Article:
Staff & Wire Reports | The United States and St. John’s have set a new deadline of Friday to resolve their dispute over Internet gambling, according to Antigua’s top finance official. Antigua accuses the United States of crippling its gambling industry by banning Americans from placing online bets with gambling operators, including those based in the twin-island country of just 70,000 inhabitants.
On June 6, a World Trade Organization deadline passed without resolution.
The WTO last year backed Antigua’s request to target US services, copyrights and trademarks in retaliation for a US online betting ban – but ruled it could impose only $21 million in annual trade sanctions.
Antigua had sought $3.4 billion.
On Monday, Finance Minister Errol Cort said sit-downs with US trade representatives could achieve resolution over the gambling discord by June 20, saying the new settlement deadline would "allow both parties additional time to see whether we’re able to meet some amicable resolution," Cort told reporters. He did not disclose specifics.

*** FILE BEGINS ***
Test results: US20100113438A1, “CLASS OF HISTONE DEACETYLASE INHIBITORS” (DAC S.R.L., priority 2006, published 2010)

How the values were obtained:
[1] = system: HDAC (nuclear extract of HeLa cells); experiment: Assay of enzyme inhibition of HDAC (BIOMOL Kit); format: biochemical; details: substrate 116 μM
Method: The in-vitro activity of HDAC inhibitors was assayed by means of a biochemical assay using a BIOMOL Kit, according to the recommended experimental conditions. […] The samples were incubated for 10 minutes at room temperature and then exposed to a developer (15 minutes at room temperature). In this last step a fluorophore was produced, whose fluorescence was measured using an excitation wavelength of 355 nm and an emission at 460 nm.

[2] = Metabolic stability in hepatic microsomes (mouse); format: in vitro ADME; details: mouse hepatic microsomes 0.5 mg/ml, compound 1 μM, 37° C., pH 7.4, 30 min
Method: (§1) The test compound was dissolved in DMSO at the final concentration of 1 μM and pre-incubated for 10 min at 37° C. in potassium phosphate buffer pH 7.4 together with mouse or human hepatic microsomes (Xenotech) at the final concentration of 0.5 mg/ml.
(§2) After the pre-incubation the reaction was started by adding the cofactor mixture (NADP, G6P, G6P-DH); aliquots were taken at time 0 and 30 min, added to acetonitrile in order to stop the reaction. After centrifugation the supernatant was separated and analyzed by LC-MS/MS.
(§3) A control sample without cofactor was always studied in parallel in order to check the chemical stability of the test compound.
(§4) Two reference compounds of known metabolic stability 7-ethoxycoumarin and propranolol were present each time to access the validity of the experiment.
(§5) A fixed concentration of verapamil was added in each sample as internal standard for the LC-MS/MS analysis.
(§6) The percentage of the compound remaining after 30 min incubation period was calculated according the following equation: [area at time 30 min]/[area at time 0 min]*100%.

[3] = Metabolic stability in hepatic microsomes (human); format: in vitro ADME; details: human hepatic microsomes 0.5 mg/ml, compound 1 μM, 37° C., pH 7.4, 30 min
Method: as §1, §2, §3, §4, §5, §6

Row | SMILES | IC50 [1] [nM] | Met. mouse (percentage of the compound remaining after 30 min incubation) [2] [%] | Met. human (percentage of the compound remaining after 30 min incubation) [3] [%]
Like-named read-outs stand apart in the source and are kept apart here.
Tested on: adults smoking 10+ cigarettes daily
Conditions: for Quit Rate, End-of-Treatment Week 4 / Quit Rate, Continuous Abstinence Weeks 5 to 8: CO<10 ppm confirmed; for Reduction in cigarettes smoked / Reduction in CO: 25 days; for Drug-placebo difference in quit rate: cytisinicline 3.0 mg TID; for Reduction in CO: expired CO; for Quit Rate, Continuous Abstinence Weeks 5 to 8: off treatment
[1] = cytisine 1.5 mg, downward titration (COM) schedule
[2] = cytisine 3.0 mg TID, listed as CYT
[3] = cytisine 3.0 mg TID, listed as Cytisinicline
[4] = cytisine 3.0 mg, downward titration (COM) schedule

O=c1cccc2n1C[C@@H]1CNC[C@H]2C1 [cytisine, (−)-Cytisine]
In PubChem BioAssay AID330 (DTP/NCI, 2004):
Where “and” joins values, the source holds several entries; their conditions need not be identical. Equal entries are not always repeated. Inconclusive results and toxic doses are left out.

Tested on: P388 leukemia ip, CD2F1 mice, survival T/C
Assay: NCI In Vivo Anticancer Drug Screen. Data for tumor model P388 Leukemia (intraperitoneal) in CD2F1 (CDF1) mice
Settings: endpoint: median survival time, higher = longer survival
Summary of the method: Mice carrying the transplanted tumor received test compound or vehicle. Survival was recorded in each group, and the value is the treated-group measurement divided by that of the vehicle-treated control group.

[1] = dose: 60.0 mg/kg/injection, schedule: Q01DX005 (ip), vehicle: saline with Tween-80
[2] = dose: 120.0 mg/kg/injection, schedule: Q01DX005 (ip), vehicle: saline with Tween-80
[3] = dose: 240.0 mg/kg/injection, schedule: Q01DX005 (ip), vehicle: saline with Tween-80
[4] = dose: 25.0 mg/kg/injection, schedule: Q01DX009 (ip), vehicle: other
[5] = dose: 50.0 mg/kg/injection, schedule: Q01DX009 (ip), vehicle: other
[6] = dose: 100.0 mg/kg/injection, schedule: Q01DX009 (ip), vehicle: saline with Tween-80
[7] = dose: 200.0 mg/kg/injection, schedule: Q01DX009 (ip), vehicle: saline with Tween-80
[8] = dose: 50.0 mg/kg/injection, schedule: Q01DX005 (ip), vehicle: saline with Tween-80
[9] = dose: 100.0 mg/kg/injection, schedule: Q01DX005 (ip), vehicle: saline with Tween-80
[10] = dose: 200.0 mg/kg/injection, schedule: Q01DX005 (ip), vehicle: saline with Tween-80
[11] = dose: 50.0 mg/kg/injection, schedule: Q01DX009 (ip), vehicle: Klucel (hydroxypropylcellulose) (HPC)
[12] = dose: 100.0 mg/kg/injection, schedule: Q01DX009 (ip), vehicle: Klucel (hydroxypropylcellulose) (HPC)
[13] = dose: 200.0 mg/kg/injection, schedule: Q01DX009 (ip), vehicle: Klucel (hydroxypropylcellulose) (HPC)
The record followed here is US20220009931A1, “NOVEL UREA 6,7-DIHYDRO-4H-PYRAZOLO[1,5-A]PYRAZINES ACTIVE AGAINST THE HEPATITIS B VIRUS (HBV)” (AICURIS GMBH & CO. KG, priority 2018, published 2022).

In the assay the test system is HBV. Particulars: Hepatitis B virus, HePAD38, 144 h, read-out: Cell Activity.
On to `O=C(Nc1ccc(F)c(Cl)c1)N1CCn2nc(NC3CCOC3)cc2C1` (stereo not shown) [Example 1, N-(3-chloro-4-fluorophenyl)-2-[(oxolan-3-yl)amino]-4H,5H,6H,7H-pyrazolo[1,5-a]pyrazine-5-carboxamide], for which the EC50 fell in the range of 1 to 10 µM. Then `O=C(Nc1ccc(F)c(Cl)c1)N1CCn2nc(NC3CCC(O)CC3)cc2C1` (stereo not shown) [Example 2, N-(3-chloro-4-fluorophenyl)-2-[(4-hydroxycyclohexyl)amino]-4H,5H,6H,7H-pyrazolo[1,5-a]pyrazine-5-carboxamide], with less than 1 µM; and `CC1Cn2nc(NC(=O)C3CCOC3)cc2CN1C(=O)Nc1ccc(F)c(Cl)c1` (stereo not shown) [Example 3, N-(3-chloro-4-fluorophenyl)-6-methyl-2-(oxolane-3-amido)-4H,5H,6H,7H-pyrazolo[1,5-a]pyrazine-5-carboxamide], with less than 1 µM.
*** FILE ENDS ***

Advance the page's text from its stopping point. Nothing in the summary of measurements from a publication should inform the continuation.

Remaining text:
Sean M. Spicer, a spokesman for the office of the US Trade Representative, has said the US and Antigua were trying in good faith to settle the dispute through a mutual agreement.
A law passed by the US Congress in 2006 bars banks and credit card companies from processing payments to online gambling businesses outside the country. That regulation effectively blocks Antigua’s access to the US gambling market, the most lucrative in the world.
For more information about the US and efforts to legalize Internet gambling, see next week’s GamingToday, issue out Tuesday, June 24.